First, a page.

Sept 29, 2021–In the panoply of sentient life on earth, it wasn’t that long ago that we didn’t have candy bars. Or ice cream. Or sodas or pop-tarts.
Breakfast cereals. Hamburgers. French fries.
Coffee didn’t come to Europe until the 1500s.
That means even Julius Caesar or King Tut, who could have had anything in the world brought to them, never experienced the bliss of an Oreo Blizzard or a Snickers.
It was only in my parents’ lifetimes that the rabble could enjoy many kinds of fruit maybe once a year–pineapples, oranges, grapes, bananas. Now we expect them to be in the store every day, sweet, clean, and bruise free.
What else do we take for granted? Flight, cars, trains, internal combustion engines, electricity, and indoor toilets?
How about paper clips and staplers? Bob Cratchett had no way to hold reports together.
Roller ball pens? White paper, cheap and handy? Pencils with erasers?
Before each of these existed, no person could have imagined them.
Like my songwriter friend states, no one can believe something will exist until it does. This goes for songs, or novels, movies, and unforgettable plays. Someone, somewhere, sometime, sat down with the idea of coming up with something that no one else could imagine. Who could have predicted Toaster Strudels or Milk Duds? Yet we have them at our fingertips, literally, on every trip to the grocery store. And the pace of available options is accelerating.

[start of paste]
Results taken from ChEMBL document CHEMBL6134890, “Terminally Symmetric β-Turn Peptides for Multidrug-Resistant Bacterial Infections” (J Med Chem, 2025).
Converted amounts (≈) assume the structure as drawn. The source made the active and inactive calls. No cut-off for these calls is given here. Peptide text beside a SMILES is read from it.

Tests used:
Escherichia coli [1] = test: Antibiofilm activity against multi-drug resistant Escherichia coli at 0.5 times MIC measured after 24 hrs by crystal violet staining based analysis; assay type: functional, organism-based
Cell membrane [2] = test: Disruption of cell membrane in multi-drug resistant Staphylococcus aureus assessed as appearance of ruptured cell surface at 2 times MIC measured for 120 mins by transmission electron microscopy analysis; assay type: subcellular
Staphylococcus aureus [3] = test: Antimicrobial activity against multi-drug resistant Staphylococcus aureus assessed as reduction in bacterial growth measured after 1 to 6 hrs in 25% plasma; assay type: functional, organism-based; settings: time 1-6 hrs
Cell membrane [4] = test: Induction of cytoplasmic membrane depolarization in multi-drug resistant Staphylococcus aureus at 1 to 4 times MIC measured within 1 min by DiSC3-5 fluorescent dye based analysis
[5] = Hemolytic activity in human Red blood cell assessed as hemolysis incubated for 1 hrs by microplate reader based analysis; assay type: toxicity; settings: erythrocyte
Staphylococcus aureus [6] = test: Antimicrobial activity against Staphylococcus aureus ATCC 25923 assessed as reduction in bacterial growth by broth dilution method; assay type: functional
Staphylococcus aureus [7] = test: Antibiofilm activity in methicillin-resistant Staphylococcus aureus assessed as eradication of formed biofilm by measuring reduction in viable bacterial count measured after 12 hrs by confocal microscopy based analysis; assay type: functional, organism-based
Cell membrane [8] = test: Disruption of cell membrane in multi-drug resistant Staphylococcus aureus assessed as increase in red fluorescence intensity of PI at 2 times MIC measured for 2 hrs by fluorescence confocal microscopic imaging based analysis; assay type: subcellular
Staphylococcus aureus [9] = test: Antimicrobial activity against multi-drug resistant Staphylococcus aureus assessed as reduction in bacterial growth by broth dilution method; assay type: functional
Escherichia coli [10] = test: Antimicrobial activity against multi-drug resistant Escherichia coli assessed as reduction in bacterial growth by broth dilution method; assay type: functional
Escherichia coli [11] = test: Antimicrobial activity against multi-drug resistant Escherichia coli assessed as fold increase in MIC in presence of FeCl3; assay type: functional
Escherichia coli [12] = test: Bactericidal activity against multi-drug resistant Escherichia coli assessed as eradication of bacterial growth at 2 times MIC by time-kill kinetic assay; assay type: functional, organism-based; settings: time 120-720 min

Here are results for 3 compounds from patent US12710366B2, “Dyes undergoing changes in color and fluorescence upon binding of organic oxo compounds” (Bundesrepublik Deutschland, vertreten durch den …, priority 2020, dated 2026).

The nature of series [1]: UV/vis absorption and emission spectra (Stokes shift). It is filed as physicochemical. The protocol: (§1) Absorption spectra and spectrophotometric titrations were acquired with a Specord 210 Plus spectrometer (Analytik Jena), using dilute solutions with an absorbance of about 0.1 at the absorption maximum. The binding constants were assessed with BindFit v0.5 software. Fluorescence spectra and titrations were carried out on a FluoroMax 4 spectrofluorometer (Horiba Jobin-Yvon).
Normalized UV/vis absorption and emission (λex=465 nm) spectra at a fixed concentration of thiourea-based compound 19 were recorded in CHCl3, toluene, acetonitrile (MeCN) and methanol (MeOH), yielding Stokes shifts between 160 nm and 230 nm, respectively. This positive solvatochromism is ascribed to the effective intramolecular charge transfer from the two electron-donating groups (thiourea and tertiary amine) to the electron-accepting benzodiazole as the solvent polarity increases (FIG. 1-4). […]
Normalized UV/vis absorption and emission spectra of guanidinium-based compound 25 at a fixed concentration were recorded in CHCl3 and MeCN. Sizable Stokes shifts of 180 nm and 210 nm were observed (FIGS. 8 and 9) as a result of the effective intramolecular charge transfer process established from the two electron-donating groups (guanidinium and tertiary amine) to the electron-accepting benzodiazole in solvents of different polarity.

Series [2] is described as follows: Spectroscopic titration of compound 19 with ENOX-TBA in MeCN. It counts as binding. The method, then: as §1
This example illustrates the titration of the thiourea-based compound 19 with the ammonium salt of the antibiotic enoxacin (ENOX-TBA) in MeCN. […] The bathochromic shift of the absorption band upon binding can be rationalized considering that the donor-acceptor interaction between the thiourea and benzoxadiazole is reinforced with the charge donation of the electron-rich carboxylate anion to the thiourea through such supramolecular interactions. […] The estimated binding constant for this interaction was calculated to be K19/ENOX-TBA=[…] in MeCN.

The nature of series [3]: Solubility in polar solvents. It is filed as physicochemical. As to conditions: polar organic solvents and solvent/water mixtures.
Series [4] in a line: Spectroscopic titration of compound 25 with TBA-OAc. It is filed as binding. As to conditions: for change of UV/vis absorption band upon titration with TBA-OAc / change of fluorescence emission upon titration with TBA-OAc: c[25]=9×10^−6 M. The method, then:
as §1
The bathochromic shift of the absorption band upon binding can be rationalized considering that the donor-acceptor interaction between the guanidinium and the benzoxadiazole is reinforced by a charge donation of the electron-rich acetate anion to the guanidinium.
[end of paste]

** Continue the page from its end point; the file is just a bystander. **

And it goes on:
Here are some amazing statistics. As late as the 1990s, the average grocery store carried 7,000 different items. By 2014, the average grew to more than 42,000. Today stores stock as many as 60,000 items, with a Kroger listed at 70,000.
We Americans take this bounty for granted. I remember my first trip to an American grocery store after returning from two years in South America. In our campo, the mercado had 6 aisles. There were bins of rice, potatoes, some canned goods and seasonings. There was meat, but only for the first two weeks of each month. When I say “rice,” I mean “rice.” There were no brand names, boxed ready-to-eat meals, or Uncle Ben’s. You scooped it into a bag and weighed it.
After that experience, when I first stopped at a Houston Kroger to buy a pack of gum, I was literally paralyzed. I stood in front of shelves higher than my head and wider than my arms, filled with every brand, flavor, size, color, and manifestation of “gum” ever created. I had a panic attack at the thought I was going to have to make endless decisions on every trip to buy even basic commodities.
Oh, how quickly we come to accept and even expect these endless choices. The other day, I finally used the Curbside Service at our local grocery store. I am hooked. You can make out your list online, pay by credit card, then drive by and let someone load it into your car that same day. It could only be better if they followed you home and carried it into your pantry.
No sultan, emperor, or Elks Club Exalted Ruler was able to use that service even a decade ago.
So next time you bite into a Hershey bar, take a moment to really appreciate it. And remember–mankind has always enjoyed fermented beverages.